Nizar Fakhoury, we call mountain man, an entrepreneur, (owner of Urban Peak and founder of Climb for Cancer) with a beautiful diary to share with everyone on his life changing experience climbing Mt. Elbrus. It’s funny how we all want a ‘life changing moment’ but too afraid to go out and get it. Everyone thinks it will happen to you…it wont. You have to happen to it first. Get up. Nothing can stop you. Do something, before it’s too late.
Nizar runs Urban Peak, a newly-launched Dubai-based company that is dedicated to providing trusted outdoor equipment, adventure gear, camping systems, active apparel, survival tools, innovative sports brands, and performance foods for life-changing expeditions, back-country journeys and outdoor lifestyles.
He also is the founder of Climb for cancer.
A Diary Climbing Mt. Elbrus with Nizar Fakhoury
Destination Caucasus mountains in a remote area of South-western Russia
The plan was to climb to the summit of Mt. Elbrus (5,642m above sea level), the highest peak in Europe.
In 2009 I founded a charity called Climb For Cancer, which is a non-profit initiative that encourages people to climb mountain peaks around the world in an effort to raise awareness and funds for children suffering from cancer. Our goal was to reach the summit of Mt. Elbrus in memory of 3-year-old Lyla Nsouli who passed away months earlier from a severe battle with DIPG Brain Cancer. Our objective was to raise funds towards the Lyla Nsouli Foundation for Children’s Brain Cancer Research, a registered cancer charity in the UK
There were no hotels on the mountain! We stayed in a metal shack that had been airlifted onto the mountain by a helicopter. It’s the equivalent of an old rusted, container-shaped metal crate that is the only material capable of withstanding the extreme conditions on the mountain and the severe winds and sub-zero temperatures all year long. It is quite an inhospitable place but these metal containers did there job safe in keeping us safe from the elements.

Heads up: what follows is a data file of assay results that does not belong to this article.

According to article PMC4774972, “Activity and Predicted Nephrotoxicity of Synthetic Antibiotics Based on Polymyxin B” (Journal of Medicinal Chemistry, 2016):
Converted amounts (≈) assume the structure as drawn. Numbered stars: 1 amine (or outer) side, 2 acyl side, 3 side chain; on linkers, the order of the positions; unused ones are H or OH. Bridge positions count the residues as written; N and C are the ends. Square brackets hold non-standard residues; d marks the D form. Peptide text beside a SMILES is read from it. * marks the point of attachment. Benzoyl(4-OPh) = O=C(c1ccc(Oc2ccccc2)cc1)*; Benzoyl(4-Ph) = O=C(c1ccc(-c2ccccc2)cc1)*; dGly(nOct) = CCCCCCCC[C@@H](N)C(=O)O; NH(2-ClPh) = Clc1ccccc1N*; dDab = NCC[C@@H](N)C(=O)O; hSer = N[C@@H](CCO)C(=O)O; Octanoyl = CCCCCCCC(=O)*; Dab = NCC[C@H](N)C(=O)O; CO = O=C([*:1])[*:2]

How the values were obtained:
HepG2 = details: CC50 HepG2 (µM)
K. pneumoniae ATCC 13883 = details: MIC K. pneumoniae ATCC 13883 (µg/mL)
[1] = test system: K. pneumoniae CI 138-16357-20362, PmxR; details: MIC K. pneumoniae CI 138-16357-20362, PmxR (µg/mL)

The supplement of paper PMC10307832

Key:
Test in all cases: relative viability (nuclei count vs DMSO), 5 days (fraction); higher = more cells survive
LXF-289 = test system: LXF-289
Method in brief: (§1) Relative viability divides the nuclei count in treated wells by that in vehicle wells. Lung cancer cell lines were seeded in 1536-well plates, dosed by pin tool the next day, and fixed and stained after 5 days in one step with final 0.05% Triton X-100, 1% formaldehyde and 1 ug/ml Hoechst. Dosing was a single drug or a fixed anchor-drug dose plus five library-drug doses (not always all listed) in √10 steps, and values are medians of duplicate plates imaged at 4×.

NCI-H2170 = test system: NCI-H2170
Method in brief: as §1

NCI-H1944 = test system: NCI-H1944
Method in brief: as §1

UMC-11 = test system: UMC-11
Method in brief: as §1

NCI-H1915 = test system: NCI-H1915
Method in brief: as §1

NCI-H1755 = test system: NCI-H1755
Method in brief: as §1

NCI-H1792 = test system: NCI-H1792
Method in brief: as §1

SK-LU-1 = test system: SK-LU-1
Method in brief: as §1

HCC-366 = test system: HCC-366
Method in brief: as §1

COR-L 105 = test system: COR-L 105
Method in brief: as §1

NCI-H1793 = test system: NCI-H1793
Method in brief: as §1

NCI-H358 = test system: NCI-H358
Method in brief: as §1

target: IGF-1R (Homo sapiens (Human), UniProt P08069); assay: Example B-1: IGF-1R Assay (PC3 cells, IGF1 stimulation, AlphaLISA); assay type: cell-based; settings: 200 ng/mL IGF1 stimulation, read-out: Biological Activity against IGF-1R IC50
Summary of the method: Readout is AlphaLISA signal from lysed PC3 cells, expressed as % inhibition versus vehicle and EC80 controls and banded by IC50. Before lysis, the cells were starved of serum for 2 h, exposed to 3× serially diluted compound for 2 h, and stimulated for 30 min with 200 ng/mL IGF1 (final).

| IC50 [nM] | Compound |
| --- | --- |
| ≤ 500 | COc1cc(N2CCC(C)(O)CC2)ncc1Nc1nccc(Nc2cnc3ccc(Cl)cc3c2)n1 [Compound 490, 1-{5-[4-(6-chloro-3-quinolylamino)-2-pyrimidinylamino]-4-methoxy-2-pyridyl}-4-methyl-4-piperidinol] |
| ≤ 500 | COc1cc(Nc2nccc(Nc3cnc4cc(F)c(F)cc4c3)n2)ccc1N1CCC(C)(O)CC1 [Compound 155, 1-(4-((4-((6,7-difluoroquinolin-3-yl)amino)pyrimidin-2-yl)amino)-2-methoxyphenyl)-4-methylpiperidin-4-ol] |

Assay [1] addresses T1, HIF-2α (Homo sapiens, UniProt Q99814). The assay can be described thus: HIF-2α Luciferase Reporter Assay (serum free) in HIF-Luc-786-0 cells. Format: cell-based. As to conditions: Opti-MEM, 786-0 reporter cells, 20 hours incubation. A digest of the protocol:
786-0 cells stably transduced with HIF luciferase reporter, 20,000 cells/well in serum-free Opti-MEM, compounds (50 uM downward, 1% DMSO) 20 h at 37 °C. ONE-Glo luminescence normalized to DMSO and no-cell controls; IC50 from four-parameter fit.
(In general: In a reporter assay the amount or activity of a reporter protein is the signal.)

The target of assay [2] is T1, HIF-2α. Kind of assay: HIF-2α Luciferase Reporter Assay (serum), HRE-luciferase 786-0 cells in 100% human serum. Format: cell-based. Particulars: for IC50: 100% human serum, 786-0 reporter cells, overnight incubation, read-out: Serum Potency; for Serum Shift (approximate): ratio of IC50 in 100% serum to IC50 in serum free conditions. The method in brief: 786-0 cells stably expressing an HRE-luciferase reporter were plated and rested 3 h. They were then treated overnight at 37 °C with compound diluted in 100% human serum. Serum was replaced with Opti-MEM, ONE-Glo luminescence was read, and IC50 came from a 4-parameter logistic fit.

The temperature inside the shack where we slept hovered slightly above freezing for the duration of our stay on the mountain. We had beds made of a rusted metal frames, and pieces of wooden planks tied together to keep our bodies off the cold floor. We used sleeping bags (rated to -25C) inside the shack to keep us warm at night. The bathroom was an experience of its own. It was an outhouse (an external toilet with no plumbing) sitting on the side of a cliff-ledge 100 meters away from the shack, and was filled to the rim with waste and excrement. Details would not be appropriate but surely it was memorable to say the least! We stayed in the shack for about a week. It was basecamp for us. Every day we climbed a little higher a little higher up the mountain, then and came back in the afternoon for a snack and early dinner. We went to bed at about 8:30 or 9pm. We tried our best to sleep at night, but most of us struggled to fall sleep for the first few days. This is a normal experience as a result of being at altitude. The elevation of basecamp was roughly 3,200 meters.
Month We went at the beginning of September, which was a little late as it is on the very end of the season, and just around the time before the weather permanently deteriorates until the following year.
In your suitcase Below is an idea of what was wearing and what I carried on summit night only. The full gear list is even longer.
Lightweight long thermal underwear
Insulated synthetic pants with side zippers
Hard Shell pants with full-length side zippers
Lightweight long sleeve thermal t-shirt
Insulated Goose Down Parka with hood
Hard Shell Jacket with hood
Warm Wool Socks
12-point mountaineering crampons
Pashmina knitted hat
Lightweight synthetic glove liners
Warm Ski Gloves
Hard Shell Mitts with insulated removable liners
Alpine climbing harness
2x trekking poles
Ski Goggles (100% UV & IR)